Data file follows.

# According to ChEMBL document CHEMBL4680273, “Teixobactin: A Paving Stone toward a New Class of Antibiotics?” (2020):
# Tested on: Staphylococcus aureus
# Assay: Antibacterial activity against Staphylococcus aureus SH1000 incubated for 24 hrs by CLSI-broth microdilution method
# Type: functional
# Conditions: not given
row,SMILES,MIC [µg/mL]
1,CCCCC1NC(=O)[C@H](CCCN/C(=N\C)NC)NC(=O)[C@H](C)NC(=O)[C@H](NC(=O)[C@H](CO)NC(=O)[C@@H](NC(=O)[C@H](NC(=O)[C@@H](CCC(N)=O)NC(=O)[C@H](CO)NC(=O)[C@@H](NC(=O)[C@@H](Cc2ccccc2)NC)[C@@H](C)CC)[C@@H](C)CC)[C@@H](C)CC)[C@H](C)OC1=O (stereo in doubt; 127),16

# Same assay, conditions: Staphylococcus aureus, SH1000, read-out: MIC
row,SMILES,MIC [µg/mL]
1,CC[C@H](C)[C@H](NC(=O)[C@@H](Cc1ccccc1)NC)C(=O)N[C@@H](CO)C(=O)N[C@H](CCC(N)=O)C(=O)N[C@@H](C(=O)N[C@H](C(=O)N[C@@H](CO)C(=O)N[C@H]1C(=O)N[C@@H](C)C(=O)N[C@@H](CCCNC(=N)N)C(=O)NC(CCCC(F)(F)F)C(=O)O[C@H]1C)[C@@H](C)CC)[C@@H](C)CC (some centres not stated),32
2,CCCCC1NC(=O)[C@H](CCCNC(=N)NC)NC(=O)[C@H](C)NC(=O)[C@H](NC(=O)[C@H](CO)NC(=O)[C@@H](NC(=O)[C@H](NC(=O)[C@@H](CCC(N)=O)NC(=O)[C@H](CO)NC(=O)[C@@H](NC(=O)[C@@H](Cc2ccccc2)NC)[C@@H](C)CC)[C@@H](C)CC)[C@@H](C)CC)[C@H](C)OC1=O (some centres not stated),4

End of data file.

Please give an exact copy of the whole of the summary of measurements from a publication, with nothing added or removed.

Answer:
# According to ChEMBL document CHEMBL4680273, “Teixobactin: A Paving Stone toward a New Class of Antibiotics?” (2020):
# Tested on: Staphylococcus aureus
# Assay: Antibacterial activity against Staphylococcus aureus SH1000 incubated for 24 hrs by CLSI-broth microdilution method
# Type: functional
# Conditions: not given
row,SMILES,MIC [µg/mL]
1,CCCCC1NC(=O)[C@H](CCCN/C(=N\C)NC)NC(=O)[C@H](C)NC(=O)[C@H](NC(=O)[C@H](CO)NC(=O)[C@@H](NC(=O)[C@H](NC(=O)[C@@H](CCC(N)=O)NC(=O)[C@H](CO)NC(=O)[C@@H](NC(=O)[C@@H](Cc2ccccc2)NC)[C@@H](C)CC)[C@@H](C)CC)[C@@H](C)CC)[C@H](C)OC1=O (stereo in doubt; 127),16

# Same assay, conditions: Staphylococcus aureus, SH1000, read-out: MIC
row,SMILES,MIC [µg/mL]
1,CC[C@H](C)[C@H](NC(=O)[C@@H](Cc1ccccc1)NC)C(=O)N[C@@H](CO)C(=O)N[C@H](CCC(N)=O)C(=O)N[C@@H](C(=O)N[C@H](C(=O)N[C@@H](CO)C(=O)N[C@H]1C(=O)N[C@@H](C)C(=O)N[C@@H](CCCNC(=N)N)C(=O)NC(CCCC(F)(F)F)C(=O)O[C@H]1C)[C@@H](C)CC)[C@@H](C)CC (some centres not stated),32
2,CCCCC1NC(=O)[C@H](CCCNC(=N)NC)NC(=O)[C@H](C)NC(=O)[C@H](NC(=O)[C@H](CO)NC(=O)[C@@H](NC(=O)[C@H](NC(=O)[C@@H](CCC(N)=O)NC(=O)[C@H](CO)NC(=O)[C@@H](NC(=O)[C@@H](Cc2ccccc2)NC)[C@@H](C)CC)[C@@H](C)CC)[C@@H](C)CC)[C@H](C)OC1=O (some centres not stated),4